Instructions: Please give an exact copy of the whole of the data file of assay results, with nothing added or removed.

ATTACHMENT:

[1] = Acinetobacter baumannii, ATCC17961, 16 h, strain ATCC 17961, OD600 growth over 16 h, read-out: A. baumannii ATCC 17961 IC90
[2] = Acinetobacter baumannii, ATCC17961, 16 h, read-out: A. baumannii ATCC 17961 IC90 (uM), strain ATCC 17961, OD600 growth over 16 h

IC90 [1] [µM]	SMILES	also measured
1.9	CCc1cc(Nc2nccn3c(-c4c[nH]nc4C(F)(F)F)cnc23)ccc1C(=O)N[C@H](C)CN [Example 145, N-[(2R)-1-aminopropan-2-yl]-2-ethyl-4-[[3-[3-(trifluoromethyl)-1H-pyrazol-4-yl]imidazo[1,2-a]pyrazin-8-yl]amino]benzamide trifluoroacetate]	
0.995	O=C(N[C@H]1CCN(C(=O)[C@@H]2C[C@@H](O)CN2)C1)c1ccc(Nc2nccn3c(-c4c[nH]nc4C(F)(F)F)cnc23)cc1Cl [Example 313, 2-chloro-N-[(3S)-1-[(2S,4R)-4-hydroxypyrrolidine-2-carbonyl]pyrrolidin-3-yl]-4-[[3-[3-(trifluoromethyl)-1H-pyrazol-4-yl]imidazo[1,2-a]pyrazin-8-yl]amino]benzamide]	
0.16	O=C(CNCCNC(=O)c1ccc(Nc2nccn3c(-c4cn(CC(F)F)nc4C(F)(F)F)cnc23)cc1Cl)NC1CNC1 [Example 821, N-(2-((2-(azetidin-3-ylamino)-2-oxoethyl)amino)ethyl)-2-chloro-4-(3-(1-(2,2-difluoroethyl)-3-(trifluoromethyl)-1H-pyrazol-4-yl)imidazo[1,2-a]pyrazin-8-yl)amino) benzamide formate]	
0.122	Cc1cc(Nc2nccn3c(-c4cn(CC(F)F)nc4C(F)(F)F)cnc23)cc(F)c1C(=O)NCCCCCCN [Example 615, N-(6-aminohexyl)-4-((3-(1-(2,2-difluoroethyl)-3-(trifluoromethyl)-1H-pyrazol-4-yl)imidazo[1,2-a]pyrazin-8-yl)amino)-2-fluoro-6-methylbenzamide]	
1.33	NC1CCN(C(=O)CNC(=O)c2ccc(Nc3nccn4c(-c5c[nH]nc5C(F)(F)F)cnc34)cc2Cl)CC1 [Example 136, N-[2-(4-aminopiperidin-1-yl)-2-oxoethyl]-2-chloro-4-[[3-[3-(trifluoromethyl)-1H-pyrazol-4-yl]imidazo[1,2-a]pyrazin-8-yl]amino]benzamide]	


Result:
[1] = Acinetobacter baumannii, ATCC17961, 16 h, strain ATCC 17961, OD600 growth over 16 h, read-out: A. baumannii ATCC 17961 IC90
[2] = Acinetobacter baumannii, ATCC17961, 16 h, read-out: A. baumannii ATCC 17961 IC90 (uM), strain ATCC 17961, OD600 growth over 16 h

IC90 [1] [µM]	SMILES	also measured
1.9	CCc1cc(Nc2nccn3c(-c4c[nH]nc4C(F)(F)F)cnc23)ccc1C(=O)N[C@H](C)CN [Example 145, N-[(2R)-1-aminopropan-2-yl]-2-ethyl-4-[[3-[3-(trifluoromethyl)-1H-pyrazol-4-yl]imidazo[1,2-a]pyrazin-8-yl]amino]benzamide trifluoroacetate]	
0.995	O=C(N[C@H]1CCN(C(=O)[C@@H]2C[C@@H](O)CN2)C1)c1ccc(Nc2nccn3c(-c4c[nH]nc4C(F)(F)F)cnc23)cc1Cl [Example 313, 2-chloro-N-[(3S)-1-[(2S,4R)-4-hydroxypyrrolidine-2-carbonyl]pyrrolidin-3-yl]-4-[[3-[3-(trifluoromethyl)-1H-pyrazol-4-yl]imidazo[1,2-a]pyrazin-8-yl]amino]benzamide]	
0.16	O=C(CNCCNC(=O)c1ccc(Nc2nccn3c(-c4cn(CC(F)F)nc4C(F)(F)F)cnc23)cc1Cl)NC1CNC1 [Example 821, N-(2-((2-(azetidin-3-ylamino)-2-oxoethyl)amino)ethyl)-2-chloro-4-(3-(1-(2,2-difluoroethyl)-3-(trifluoromethyl)-1H-pyrazol-4-yl)imidazo[1,2-a]pyrazin-8-yl)amino) benzamide formate]	
0.122	Cc1cc(Nc2nccn3c(-c4cn(CC(F)F)nc4C(F)(F)F)cnc23)cc(F)c1C(=O)NCCCCCCN [Example 615, N-(6-aminohexyl)-4-((3-(1-(2,2-difluoroethyl)-3-(trifluoromethyl)-1H-pyrazol-4-yl)imidazo[1,2-a]pyrazin-8-yl)amino)-2-fluoro-6-methylbenzamide]	
1.33	NC1CCN(C(=O)CNC(=O)c2ccc(Nc3nccn4c(-c5c[nH]nc5C(F)(F)F)cnc34)cc2Cl)CC1 [Example 136, N-[2-(4-aminopiperidin-1-yl)-2-oxoethyl]-2-chloro-4-[[3-[3-(trifluoromethyl)-1H-pyrazol-4-yl]imidazo[1,2-a]pyrazin-8-yl]amino]benzamide]	